Fred Sturm

Fred Sturm
Fred Sturm

Fred Sturm is the Director of Jazz and Improvisational Music at the Lawrence University Conservatory of Music in Appleton, Wisconsin. He serves as guest conductor of professional jazz ensembles and radio orchestras in Germany, Italy, Denmark, Sweden, and Norway; as director of university jazz ensembles and high school all‑state jazz bands throughout the U.S.; as clinician at national educational conferences and festivals; as composer‑in‑residence for school and university music programs; as co‑owner of Tritone Jazz Fantasy Camps; and as composition/arranging resource team representative for the International Association for Jazz Education.


Fred's compositions and arrangements have been performed by jazz ensembles, symphony orchestras, wind ensembles, and chamber groups worldwide, featuring renowned artists Bobby McFerrin, Wynton Marsalis, Bob Brookmeyer, Clark Terry, Phil Woods, and Broadway Phantom of the Opera star Davis Gaines. His works are published by Lorenz Heritage JazzWorks, Universal Edition, Sierra Music Publications, Kendor, Warner Brothers/Alfred Music, Advance Music, Ensemble Publications, Really Good Music, and UNC Jazz Press, have been issued on Concord Jazz, RCA, hrMedia, and Warner Brothers Records, and received a 1997 Grammy Award nomination. His nine "inning" baseball symphony Forever Spring is currently touring American orchestras with The Baseball Music Project under the auspices of the Baseball Hall of Fame. Migrations, Fred's two hour suite featuring twenty‑three indigenous songs from twenty‑one countries, was premiered by vocalist Bobby McFerrin and the NDR Big Band in Germany in 2007 and will tour Europe in the summer of 2008.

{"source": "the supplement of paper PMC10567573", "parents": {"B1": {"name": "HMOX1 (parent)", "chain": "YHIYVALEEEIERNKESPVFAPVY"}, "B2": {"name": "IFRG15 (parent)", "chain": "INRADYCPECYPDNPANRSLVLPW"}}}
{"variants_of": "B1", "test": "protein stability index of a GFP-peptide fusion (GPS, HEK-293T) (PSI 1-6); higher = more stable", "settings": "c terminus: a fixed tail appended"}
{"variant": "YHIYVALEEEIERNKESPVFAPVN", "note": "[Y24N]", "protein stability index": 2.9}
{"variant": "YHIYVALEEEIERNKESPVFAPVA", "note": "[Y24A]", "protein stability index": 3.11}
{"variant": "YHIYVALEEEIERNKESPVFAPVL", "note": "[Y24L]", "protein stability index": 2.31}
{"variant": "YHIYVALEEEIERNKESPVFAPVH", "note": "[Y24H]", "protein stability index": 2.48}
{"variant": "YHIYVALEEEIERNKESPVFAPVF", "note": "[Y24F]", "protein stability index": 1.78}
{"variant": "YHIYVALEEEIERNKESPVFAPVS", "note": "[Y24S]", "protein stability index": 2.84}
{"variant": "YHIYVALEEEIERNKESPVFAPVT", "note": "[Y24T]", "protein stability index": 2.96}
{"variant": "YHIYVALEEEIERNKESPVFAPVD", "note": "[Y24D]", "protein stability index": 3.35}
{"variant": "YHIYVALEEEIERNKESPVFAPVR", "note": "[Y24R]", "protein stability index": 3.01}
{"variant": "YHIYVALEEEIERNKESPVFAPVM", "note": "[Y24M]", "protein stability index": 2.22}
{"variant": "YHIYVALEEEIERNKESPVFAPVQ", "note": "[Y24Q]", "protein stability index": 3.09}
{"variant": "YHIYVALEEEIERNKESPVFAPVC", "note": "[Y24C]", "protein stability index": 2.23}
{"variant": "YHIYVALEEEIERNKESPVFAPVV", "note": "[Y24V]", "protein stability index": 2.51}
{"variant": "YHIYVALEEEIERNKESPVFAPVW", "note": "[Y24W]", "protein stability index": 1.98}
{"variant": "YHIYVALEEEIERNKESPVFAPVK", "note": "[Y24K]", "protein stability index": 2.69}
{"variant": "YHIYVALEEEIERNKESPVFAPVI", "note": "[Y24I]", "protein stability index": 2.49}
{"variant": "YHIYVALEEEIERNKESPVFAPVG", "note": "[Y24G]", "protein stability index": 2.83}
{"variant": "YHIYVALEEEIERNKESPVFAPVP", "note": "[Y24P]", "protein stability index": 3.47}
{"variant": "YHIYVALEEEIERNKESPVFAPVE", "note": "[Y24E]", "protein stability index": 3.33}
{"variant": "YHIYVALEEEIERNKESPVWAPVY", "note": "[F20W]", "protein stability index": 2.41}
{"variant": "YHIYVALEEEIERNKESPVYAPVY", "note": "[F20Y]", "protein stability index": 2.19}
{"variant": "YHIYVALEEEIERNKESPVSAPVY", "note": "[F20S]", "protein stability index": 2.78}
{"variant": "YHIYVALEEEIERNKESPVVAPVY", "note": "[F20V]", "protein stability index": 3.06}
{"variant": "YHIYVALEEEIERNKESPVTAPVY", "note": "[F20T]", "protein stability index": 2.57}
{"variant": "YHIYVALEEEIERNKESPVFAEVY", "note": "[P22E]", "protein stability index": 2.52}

Fred was the 2003 recipient of the ASCAP/IAJE Commission In Honor of Quincy Jones, a prize granted annually to one established jazz composer of international prominence. He has received grants from the National Endowment for the Arts, Meet the Composer, the National Academy of Recording Arts and Sciences, the Howard Hanson Institute for American Music, and the Lila Wallace/Reader's Digest Fund. His texts, Changes Over Time: The Evolution of Jazz Arranging, Kenny Wheeler: Collected Works on ECM, and Maria Schneider: Evanescence are published by Advance Music (Germany) and Universal Edition (Vienna), and his teaching concept titled All Ears: Improvisation, Aural Training, and the Creative Process is used by educators in numerous schools.


Fred served as Professor and Chair of Jazz Studies and Contemporary Media at the Eastman School of Music in New York from 1991 to 2002, where he directed the internationally acclaimed Eastman Jazz Ensemble, conducted the seventy‑piece Eastman Studio Orchestra, and coordinated the Eastman jazz composition and arranging program. During his university teaching career, Downbeat Magazine has cited his ensembles as the finest in the United States and Canada nine times. He studied at Lawrence, Eastman, and the University of North Texas, and was a founding member of the jazz nonet Matrix. He received the University Award for Excellence in Teaching at Lawrence in 2005.


You can visit his site at

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